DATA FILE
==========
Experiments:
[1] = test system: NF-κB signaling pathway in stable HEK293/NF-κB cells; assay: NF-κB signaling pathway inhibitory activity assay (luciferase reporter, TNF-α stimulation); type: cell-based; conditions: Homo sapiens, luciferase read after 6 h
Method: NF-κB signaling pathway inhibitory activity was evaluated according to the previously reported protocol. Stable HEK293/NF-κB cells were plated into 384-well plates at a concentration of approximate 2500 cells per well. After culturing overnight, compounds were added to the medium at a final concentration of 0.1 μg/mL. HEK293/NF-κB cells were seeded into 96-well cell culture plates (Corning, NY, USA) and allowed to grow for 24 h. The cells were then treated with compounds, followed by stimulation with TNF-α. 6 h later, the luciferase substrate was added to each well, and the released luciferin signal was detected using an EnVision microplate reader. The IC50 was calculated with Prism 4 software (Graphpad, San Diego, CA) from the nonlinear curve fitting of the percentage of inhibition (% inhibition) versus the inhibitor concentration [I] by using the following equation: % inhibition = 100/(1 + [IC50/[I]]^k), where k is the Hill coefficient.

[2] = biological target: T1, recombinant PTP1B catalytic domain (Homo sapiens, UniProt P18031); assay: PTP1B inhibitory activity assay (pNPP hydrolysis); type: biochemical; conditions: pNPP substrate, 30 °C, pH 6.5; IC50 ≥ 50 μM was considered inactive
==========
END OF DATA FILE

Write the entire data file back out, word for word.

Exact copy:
Experiments:
[1] = test system: NF-κB signaling pathway in stable HEK293/NF-κB cells; assay: NF-κB signaling pathway inhibitory activity assay (luciferase reporter, TNF-α stimulation); type: cell-based; conditions: Homo sapiens, luciferase read after 6 h
Method: NF-κB signaling pathway inhibitory activity was evaluated according to the previously reported protocol. Stable HEK293/NF-κB cells were plated into 384-well plates at a concentration of approximate 2500 cells per well. After culturing overnight, compounds were added to the medium at a final concentration of 0.1 μg/mL. HEK293/NF-κB cells were seeded into 96-well cell culture plates (Corning, NY, USA) and allowed to grow for 24 h. The cells were then treated with compounds, followed by stimulation with TNF-α. 6 h later, the luciferase substrate was added to each well, and the released luciferin signal was detected using an EnVision microplate reader. The IC50 was calculated with Prism 4 software (Graphpad, San Diego, CA) from the nonlinear curve fitting of the percentage of inhibition (% inhibition) versus the inhibitor concentration [I] by using the following equation: % inhibition = 100/(1 + [IC50/[I]]^k), where k is the Hill coefficient.

[2] = biological target: T1, recombinant PTP1B catalytic domain (Homo sapiens, UniProt P18031); assay: PTP1B inhibitory activity assay (pNPP hydrolysis); type: biochemical; conditions: pNPP substrate, 30 °C, pH 6.5; IC50 ≥ 50 μM was considered inactive